Pyrolysis, a process that converts hydrocarbon products like waste plastic and tyres back to their roots of liquid fuel, is a potential solution to reduce waste to landfill. earthworks looks at Japanese technology being tested locally and a homegrown company ready to enter the market.
A relatively new technology, pyrolysis is said to be the second best option for plastic waste after recycling, and infinitely preferable to landfilling. There are a number of different companies worldwide with patents on equipment and solutions using pyrolysis to convert waste plastic to oil, and a number of demonstration plants globally.
Since most plastics are made from crude oil by-products, the process essentially takes plastic back to its original form by using heat (but no oxygen) to reduce the plastic to a gas, which is then ‘cracked’ or condensed, forming oil.
As part of its ambitions and obligations to divert waste from landfill, the City of Cape Town partnered with Japanese firm CFP to test the company’s patented pyrolysis plant. The Kraaifontein waste management facility, north of Cape Town, is known as a ‘clean MRF’ (material recovery facility) dealing only with recyclable materials.
The pilot plant at Kraaifontein followed an agreement with the Japan International Co-operation Agency and was made possible through $1 million grant funding from the organisation. The Japanese pyrolysis plant technology was developed and supplied by Kanyemiya and CFP Corporation. All equipment was manufactured in Japan and shipped to South Africa with the pilot phase starting in November 2015.
The waste plastic is processed through a washer, and is then sent through a shredder. The shredded material undergoes a heating process (no oxygen involved) and emerges as a thick sludge. This is then passed through a reactor, where extreme temperatures of up to 400ºC result in a chemical reaction. Gasification occurs and then condensation, which leaves behind the oil.
Barry Coetzee, City of Cape Town manager technical strategic support: Utility Services, says in March the pilot plant was running at a conversion rate of between 50% and 70% – taking into consideration that the plant is designed to convert one kilogram of waste plastic into one litre of cracked oil. There are many impacts on the conversion rate and finding the right mixture, or blend of plastics is just one of those.
The plant at Kraaifontein is designed to process feedstock of three different types of plastic: polyethylene; polypropylene; and polystyrene. The different types of waste plastic must all be separated and cleaned.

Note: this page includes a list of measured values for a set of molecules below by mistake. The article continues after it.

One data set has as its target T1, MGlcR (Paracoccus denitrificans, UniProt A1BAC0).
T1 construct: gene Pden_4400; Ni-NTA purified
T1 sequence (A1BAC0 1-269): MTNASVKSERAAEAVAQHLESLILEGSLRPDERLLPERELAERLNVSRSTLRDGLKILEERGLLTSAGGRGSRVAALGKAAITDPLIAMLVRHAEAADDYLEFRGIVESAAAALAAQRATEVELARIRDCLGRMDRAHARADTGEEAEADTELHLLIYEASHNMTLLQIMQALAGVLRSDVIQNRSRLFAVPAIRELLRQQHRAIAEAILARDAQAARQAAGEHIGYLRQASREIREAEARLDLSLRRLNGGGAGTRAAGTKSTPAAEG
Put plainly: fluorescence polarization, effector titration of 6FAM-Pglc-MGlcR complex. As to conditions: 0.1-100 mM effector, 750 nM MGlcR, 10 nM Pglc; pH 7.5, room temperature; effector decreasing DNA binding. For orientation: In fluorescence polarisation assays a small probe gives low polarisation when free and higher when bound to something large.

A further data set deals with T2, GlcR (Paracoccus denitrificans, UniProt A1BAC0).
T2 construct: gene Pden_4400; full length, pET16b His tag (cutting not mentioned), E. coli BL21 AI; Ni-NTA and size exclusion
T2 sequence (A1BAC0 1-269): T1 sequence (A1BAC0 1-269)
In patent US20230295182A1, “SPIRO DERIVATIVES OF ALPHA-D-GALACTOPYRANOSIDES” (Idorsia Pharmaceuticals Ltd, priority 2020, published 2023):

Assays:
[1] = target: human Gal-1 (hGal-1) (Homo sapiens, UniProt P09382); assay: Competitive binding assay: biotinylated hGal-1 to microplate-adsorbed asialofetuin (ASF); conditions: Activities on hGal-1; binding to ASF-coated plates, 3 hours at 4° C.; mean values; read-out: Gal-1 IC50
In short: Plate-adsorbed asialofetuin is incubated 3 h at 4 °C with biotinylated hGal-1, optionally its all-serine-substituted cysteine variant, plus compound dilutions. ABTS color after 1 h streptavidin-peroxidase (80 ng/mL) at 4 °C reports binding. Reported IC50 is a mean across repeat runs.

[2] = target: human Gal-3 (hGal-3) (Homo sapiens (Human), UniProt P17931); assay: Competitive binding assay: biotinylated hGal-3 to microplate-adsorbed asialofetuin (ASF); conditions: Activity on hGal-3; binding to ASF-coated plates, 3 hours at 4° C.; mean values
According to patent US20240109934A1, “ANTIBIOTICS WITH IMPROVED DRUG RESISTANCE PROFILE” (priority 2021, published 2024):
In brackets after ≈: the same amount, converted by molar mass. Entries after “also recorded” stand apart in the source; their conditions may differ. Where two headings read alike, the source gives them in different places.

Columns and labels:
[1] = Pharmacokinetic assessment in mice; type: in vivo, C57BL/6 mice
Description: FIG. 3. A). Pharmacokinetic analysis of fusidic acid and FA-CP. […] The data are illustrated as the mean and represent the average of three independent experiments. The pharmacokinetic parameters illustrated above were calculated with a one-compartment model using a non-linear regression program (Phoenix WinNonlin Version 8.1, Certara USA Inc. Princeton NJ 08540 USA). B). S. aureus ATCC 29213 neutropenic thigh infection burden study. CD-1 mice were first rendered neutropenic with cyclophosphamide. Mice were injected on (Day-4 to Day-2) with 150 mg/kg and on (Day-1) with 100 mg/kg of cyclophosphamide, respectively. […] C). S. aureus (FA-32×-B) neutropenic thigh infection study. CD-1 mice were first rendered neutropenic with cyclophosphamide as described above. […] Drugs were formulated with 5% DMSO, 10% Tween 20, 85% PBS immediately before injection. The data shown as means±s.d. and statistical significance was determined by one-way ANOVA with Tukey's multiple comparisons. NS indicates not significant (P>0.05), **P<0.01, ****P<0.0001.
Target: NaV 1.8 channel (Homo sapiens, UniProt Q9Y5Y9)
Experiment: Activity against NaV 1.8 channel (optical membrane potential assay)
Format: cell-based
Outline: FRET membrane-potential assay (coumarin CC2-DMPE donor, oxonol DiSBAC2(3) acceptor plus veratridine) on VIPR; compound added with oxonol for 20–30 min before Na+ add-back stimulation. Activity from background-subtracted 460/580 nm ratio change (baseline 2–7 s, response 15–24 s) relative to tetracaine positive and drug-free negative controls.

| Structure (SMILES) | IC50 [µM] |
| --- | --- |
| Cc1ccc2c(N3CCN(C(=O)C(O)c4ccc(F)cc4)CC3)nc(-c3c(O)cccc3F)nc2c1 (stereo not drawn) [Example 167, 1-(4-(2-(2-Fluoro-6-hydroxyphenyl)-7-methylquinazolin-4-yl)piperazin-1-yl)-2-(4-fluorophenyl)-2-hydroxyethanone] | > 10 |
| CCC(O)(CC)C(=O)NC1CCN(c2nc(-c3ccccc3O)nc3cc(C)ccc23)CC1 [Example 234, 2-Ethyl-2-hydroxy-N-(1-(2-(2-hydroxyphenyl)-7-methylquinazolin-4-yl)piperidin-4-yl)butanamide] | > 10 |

Percival Swanepoel from the City of Cape Town’s Kraaifontein facility was trained by CFP staff on how to operate the plant, which has a design capacity to process 500kg/day. About 75% of the fuel produced by the plant is fed back into generators that power the plant.
Research is being done on how the plant operates in South African conditions. Takuri Kokuba from CFP says usually 1kg of waste material would produce 1litre of fuel, but in South Africa, lesser efficiencies are being achieved. They found that in South Africa there are a lot of additives in the waste material, and this forms a residue, which lowers efficiencies as it means the tanks have to be cleaned out regularly.
Kokuba says environmental conditions such as strong winds at the Kraaifontein plant have played a role, and the plant has been adjusted for wind. As the pilot was running over the summer months, higher ambient temperatures also affected the equipment and process. On the labour front, language barriers made things difficult, as well as the South African work ethic, which is different to what CFP is used to in Japan.
The city’s main concern is whether or not the pyrolysis plant is affordable, and if it ticks the boxes for alternatives to landfill. The Kraaifontein project is an opportunity to test this and the efficacy of the process as an alternative to landfilling. The cost of landfilling in South Africa, at about R350/ton, is relatively low compared to global costs in countries where space is a major issue. The six-month pilot ended late April 2016, and the city will assess whether or not this is a viable alternative.